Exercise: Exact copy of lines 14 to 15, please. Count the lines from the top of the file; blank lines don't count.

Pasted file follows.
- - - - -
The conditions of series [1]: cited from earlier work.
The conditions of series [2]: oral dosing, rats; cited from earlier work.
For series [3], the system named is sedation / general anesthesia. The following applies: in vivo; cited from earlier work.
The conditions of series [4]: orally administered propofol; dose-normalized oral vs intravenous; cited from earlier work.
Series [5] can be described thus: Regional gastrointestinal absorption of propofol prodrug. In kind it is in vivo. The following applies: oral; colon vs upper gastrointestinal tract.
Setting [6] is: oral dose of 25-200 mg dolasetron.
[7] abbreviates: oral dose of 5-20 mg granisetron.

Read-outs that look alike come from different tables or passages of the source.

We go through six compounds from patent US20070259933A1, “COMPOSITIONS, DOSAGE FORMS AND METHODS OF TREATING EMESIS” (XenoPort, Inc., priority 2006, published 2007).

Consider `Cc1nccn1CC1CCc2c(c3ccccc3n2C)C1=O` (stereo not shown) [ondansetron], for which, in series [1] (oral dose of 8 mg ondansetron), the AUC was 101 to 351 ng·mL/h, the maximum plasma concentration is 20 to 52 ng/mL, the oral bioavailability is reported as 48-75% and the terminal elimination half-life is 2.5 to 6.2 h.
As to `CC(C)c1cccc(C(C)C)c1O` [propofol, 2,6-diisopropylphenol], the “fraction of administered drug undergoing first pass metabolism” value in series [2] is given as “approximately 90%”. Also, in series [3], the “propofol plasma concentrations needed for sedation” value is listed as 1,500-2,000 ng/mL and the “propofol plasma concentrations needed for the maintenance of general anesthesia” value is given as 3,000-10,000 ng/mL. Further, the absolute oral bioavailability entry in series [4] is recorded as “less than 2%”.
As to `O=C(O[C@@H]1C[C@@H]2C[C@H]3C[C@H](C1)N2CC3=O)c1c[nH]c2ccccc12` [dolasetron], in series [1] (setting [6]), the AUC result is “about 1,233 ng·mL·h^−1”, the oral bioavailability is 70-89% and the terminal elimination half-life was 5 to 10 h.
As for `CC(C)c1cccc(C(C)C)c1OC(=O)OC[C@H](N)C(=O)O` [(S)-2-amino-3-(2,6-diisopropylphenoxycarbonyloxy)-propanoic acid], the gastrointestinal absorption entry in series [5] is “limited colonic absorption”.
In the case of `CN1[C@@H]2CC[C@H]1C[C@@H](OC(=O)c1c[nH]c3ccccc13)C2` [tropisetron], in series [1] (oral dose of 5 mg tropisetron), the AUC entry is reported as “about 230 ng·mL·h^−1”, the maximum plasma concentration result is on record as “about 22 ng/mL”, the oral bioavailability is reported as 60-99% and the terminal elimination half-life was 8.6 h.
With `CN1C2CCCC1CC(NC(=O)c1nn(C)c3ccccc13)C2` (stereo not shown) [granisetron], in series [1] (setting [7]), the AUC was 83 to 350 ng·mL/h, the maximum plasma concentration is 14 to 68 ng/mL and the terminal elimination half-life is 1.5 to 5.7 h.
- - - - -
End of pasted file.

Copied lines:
In the case of `CN1[C@@H]2CC[C@H]1C[C@@H](OC(=O)c1c[nH]c3ccccc13)C2` [tropisetron], in series [1] (oral dose of 5 mg tropisetron), the AUC entry is reported as “about 230 ng·mL·h^−1”, the maximum plasma concentration result is on record as “about 22 ng/mL”, the oral bioavailability is reported as 60-99% and the terminal elimination half-life was 8.6 h.
With `CN1C2CCCC1CC(NC(=O)c1nn(C)c3ccccc13)C2` (stereo not shown) [granisetron], in series [1] (setting [7]), the AUC was 83 to 350 ng·mL/h, the maximum plasma concentration is 14 to 68 ng/mL and the terminal elimination half-life is 1.5 to 5.7 h.